Masculinity, sexuality and tenderness – ‘Darkness on the Edge of Town’ by Jessie Cole

19 Jul

A crashed car on a country road, a fragile young woman and man who collects broken things… These are the elements which introduce Jessie Cole’s debut novel, Darkness on the Edge of Town.

Vincent is something of a drifter, a handyman on the cusp of forty, unpolished, but tender. From the moment he stops to help the young woman he finds sitting beside her crashed car, his life takes a new direction. Rachel, brittle and grieving, returns to Vincent’s house and a strange and intense relationship develops between them.

Vincent’s daughter Gemma is sixteen, and entering the unknown land of male and female relationships. She wonders how she can spend all night talking to a boy and then, ‘at school he acted like he’d never seen me before…’ Gemma has watched Vincent move from woman to woman in the town, always choosing ones with, ‘a half-crazy edge’.  ‘I used to wonder what it was about my dad that attracts these women… But lately I’m thinking maybe I should be worried about what it is that he needs from them.’ Gemma watches with apprehension as the dynamic between Vincent and Rachel changes.

The story is told from the alternate voices of father and daughter. Both voices are strong, distinct and totally authentic. There are some beautiful moments between Gemma and her father such as when Vincent tries to tell her how he feels about Rachel. ‘…I can never explain it, and the more I’d try the weirder it’d sound.’ All three characters struggle to communicate their feelings – the gaps between what they say and what they feel ring loudly.

Set in an isolated valley in the Northern Rivers, the novel explores themes of masculinity and sexuality, communication and miscommunication. In the style of writers like Tim Winton, it is a tense and gripping portrayal of the current that lies beneath relationships in the smallest of towns.

The theme of male violence also pervades the book. Vincent, though compassionate and principled, is quick to anger. I read the book with a knot of apprehension which grew as the story progressed. But what touched me most was its quality of transience. As Vincent reflects, lying next to Rachel, ‘I lay there, still and quiet, knowing that nothing lasts forever, but sort of hoping that it could.’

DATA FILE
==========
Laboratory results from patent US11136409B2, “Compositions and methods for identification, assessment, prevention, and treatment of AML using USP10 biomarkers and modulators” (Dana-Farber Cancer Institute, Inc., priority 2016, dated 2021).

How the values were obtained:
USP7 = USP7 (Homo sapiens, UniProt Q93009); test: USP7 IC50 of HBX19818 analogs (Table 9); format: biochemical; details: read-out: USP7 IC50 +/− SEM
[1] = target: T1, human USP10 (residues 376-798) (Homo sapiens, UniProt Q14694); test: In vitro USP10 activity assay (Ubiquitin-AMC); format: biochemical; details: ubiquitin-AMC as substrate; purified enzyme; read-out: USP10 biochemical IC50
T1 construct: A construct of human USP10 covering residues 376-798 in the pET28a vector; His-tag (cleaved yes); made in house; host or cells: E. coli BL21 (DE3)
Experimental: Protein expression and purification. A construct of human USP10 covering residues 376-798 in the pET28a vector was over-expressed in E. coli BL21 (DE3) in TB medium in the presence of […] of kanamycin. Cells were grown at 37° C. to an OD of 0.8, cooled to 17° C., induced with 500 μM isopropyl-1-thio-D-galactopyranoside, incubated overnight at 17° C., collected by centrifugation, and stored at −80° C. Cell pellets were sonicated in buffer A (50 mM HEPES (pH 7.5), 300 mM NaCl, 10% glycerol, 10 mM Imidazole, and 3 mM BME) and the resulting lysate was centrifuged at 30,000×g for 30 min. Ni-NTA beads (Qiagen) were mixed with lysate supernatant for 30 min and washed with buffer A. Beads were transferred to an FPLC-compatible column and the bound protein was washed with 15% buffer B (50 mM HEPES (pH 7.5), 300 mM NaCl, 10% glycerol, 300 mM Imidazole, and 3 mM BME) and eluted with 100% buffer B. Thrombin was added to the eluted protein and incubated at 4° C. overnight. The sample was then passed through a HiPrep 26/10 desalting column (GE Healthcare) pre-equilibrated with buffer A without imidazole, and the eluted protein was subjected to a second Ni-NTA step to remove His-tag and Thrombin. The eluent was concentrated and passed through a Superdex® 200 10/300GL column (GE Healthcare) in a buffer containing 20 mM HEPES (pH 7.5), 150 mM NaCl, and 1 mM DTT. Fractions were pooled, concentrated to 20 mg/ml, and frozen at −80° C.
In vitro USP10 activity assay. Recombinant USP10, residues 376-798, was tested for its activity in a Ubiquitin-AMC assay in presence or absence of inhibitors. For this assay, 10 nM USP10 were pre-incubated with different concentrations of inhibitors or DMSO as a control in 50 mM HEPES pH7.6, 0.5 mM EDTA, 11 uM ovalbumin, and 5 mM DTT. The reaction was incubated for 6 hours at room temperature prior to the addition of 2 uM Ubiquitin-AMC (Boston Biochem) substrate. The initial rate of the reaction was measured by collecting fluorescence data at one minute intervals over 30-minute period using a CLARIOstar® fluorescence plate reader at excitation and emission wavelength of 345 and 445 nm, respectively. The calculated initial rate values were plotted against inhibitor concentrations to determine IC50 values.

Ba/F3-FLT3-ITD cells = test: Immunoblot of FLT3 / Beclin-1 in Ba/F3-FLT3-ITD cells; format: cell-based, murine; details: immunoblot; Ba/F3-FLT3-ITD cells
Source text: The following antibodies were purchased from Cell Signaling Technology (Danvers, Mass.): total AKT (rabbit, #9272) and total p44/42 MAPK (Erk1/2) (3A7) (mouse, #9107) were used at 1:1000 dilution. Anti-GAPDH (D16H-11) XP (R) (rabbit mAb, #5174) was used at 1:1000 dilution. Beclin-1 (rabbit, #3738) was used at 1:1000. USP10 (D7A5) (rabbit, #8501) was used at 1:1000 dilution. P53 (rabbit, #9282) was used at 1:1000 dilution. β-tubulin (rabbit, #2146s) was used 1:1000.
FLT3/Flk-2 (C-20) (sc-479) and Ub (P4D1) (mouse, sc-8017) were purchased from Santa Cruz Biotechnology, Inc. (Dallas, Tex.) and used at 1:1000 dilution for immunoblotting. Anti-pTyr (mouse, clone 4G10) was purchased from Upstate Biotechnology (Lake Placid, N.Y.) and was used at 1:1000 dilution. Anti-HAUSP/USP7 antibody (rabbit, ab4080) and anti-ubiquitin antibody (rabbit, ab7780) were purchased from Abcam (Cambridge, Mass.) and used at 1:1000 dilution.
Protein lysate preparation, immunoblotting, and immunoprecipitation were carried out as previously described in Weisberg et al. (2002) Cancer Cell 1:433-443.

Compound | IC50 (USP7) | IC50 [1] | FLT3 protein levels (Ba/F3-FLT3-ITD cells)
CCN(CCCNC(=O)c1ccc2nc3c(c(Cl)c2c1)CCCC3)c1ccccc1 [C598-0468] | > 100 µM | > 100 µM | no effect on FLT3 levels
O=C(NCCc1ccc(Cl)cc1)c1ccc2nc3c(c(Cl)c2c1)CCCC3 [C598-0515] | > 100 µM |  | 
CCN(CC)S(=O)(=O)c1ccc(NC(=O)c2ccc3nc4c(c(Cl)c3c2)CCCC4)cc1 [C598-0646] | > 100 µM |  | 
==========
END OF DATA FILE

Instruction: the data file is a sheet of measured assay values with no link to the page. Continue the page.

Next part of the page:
This is a novel you’ll read quickly and then wish you’d read slowly because you don’t want it to end.

 

This is my tenth review for the Australian Women Writers Challenge.

 

Join Jessie and I in conversation at Lennox Head Library 10.30am on the 24th of July or Lismore Library 5.30pm on the 26th July. Free events. All welcome.

Or, otherwise at the Byron Writers Festival 3-5th August.

Hope to see you there!

 

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4 Responses to “Masculinity, sexuality and tenderness – ‘Darkness on the Edge of Town’ by Jessie Cole”

  1. shelleyrae @ Book'd Out July 19, 2012 at 6:15 am #

    I haven’t heard of this debut Lisa, but I’m quite intrigued by your review. Thank you for sharing it!

    • Lisa Walker July 19, 2012 at 9:47 am #

      I’d really recommend it – great insight on relationships and also a page turner.

Trackbacks/Pingbacks

  1. Announcement of the Kibble and Dobbie Awards longlist | Australian Women Writers Challenge - April 11, 2013

    […] Cole’s Darkness on the Edge of Town was reviewed by Lisa Walker, who makes the interesting comment that this is a ‘you’ll read quickly and then wish you’d […]

  2. What gets reviewed and why? AWW 2013 Wrap-up post | Devoted Eclectic - December 27, 2013

    […] in 2013, and Shelleyrae in 2012. Darkness at the Edge of Town has only attracted two reviews, by Lisa Walker and Shelleyrae, both in 2012. It hasn’t been reviewed at all in 2013, and I feel guilty that […]

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